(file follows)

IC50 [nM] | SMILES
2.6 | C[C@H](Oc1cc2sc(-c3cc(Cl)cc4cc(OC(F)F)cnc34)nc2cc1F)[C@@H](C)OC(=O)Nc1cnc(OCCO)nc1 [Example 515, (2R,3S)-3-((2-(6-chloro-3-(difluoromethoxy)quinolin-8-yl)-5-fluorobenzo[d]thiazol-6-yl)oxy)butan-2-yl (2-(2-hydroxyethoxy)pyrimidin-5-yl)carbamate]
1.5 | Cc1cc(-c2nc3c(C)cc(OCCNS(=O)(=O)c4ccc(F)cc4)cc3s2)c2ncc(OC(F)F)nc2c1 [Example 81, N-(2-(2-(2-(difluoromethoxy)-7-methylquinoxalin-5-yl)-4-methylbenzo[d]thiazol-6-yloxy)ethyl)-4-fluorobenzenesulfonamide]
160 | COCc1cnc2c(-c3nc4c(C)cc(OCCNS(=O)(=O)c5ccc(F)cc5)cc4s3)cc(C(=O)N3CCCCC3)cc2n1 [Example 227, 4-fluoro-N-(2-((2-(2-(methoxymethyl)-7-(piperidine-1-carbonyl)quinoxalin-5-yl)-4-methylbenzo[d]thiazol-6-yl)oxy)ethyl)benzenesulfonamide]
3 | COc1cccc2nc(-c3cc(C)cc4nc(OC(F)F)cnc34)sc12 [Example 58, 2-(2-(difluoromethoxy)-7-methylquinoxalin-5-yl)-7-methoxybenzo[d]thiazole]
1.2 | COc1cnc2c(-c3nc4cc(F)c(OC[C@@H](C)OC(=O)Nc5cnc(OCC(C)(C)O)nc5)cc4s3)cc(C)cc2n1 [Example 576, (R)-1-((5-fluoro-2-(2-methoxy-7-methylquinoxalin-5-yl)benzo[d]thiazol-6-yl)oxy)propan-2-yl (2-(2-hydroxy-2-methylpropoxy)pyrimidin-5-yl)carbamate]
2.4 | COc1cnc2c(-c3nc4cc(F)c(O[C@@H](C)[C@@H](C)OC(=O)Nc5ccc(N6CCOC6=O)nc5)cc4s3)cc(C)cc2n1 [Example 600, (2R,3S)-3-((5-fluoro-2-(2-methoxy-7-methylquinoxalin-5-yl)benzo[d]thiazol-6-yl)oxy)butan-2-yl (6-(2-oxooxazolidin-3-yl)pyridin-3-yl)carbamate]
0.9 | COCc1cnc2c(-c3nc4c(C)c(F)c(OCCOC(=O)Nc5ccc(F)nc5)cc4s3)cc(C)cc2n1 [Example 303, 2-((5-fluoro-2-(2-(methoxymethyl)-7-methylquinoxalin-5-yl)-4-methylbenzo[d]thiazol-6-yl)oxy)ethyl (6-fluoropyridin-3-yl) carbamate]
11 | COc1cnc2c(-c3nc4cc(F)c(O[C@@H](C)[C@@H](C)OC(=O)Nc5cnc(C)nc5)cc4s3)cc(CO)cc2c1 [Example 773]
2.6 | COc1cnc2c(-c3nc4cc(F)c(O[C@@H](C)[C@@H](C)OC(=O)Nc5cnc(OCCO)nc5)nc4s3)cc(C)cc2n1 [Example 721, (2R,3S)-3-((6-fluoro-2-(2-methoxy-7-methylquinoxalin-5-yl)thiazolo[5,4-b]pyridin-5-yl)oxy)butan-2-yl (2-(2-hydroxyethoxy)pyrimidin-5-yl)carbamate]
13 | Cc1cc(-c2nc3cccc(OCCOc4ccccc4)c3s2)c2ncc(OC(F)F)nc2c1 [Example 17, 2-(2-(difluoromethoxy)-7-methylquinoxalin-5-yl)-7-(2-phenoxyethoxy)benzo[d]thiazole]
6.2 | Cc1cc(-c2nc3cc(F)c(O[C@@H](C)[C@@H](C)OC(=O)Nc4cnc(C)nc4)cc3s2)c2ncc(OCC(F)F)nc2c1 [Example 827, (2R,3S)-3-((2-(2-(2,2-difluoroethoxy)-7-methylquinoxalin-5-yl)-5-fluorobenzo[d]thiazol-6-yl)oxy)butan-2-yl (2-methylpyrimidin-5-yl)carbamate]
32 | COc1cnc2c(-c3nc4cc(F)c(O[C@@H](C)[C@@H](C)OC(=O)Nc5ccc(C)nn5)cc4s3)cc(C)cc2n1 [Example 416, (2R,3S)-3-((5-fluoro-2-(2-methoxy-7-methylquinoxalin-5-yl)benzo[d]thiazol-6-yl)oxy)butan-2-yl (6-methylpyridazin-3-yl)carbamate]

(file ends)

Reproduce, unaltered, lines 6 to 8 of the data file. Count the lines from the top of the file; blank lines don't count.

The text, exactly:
1.2 | COc1cnc2c(-c3nc4cc(F)c(OC[C@@H](C)OC(=O)Nc5cnc(OCC(C)(C)O)nc5)cc4s3)cc(C)cc2n1 [Example 576, (R)-1-((5-fluoro-2-(2-methoxy-7-methylquinoxalin-5-yl)benzo[d]thiazol-6-yl)oxy)propan-2-yl (2-(2-hydroxy-2-methylpropoxy)pyrimidin-5-yl)carbamate]
2.4 | COc1cnc2c(-c3nc4cc(F)c(O[C@@H](C)[C@@H](C)OC(=O)Nc5ccc(N6CCOC6=O)nc5)cc4s3)cc(C)cc2n1 [Example 600, (2R,3S)-3-((5-fluoro-2-(2-methoxy-7-methylquinoxalin-5-yl)benzo[d]thiazol-6-yl)oxy)butan-2-yl (6-(2-oxooxazolidin-3-yl)pyridin-3-yl)carbamate]
0.9 | COCc1cnc2c(-c3nc4c(C)c(F)c(OCCOC(=O)Nc5ccc(F)nc5)cc4s3)cc(C)cc2n1 [Example 303, 2-((5-fluoro-2-(2-(methoxymethyl)-7-methylquinoxalin-5-yl)-4-methylbenzo[d]thiazol-6-yl)oxy)ethyl (6-fluoropyridin-3-yl) carbamate]